New York state S.5078, a bill sponsored by Senator David Valesky, took an important step toward adoption today when it cleared the State Senate Committee on Commerce, Economic Development and Small Business. The goal of the bill is to recreate the once vibrant New York hops growing industry and add to the already booming agri-tourism business.
The agriculture and beer industries in New York State are already major job creating engines, pumping more than $4.7 and $1.2 billion into our economy each year respectively. The Farm Brewery license bill will allow for better synergy between these two important industries by allowing farmers to operate on and off premise accounts and also supply hops to other craft breweries.
The bill requires that a large percentage of the hops and other ingredients used to brew beer at a farm brewery be purchased within New York State. In the late 19th century, New York grew about 90 percent of the nation’s supply of hops, only to see the industry disappear with the advent of industrialized beer production. The rise of smaller niche and craft breweries represents a unique opportunity for hops farming to once again flourish in New York State.
“This bill represents a true win-win,” said Julie Suarez, director of public policy for New York Farm Bureau. “The licensing provisions will allow a farm brewer to bottle and sell their products on or off premises and in the wholesale or retail markets. This opens up new and exciting opportunities for farmers to enter the craft beer business and to increase farm related tourism. At the same time, the provisions that require farm brewers to use an escalating percentage of locally grown hops, will stimulate new opportunities for growers. Hop barns once dotted New York’s landscape, and if this bill is enacted, they will again.”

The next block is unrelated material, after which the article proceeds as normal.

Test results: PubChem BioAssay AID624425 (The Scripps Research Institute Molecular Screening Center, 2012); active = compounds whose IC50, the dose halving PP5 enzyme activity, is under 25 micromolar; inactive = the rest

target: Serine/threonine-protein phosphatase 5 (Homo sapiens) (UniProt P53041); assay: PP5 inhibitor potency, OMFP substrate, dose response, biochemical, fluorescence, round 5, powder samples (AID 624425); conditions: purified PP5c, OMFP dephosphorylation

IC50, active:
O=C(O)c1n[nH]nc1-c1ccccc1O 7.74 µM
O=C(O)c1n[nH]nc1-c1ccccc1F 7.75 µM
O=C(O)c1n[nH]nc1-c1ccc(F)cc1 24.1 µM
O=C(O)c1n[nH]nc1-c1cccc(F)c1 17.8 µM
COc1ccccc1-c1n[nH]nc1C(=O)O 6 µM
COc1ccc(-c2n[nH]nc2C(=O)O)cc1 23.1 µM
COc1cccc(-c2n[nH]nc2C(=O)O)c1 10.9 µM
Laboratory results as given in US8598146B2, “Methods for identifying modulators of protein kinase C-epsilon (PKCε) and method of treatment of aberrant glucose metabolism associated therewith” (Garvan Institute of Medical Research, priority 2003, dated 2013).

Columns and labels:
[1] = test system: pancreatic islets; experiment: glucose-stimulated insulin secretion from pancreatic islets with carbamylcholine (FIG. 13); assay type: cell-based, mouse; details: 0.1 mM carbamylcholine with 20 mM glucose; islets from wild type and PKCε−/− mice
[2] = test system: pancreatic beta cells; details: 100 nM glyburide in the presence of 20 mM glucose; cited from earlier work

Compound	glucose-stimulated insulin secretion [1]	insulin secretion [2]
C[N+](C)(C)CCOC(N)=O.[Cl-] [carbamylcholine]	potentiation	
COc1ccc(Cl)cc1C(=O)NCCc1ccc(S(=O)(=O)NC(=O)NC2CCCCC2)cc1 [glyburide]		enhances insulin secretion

“This legislation is a real victory for the agricultural community and small businesses. In addition to providing new opportunities for farmers through increasing demand for local products used in beer production, it will stimulate agri-tourism much like we’ve seen with farm wineries in New York, and has the potential to create new jobs,” Senator David J. Valesky (D-Oneida), sponsor of the legislation.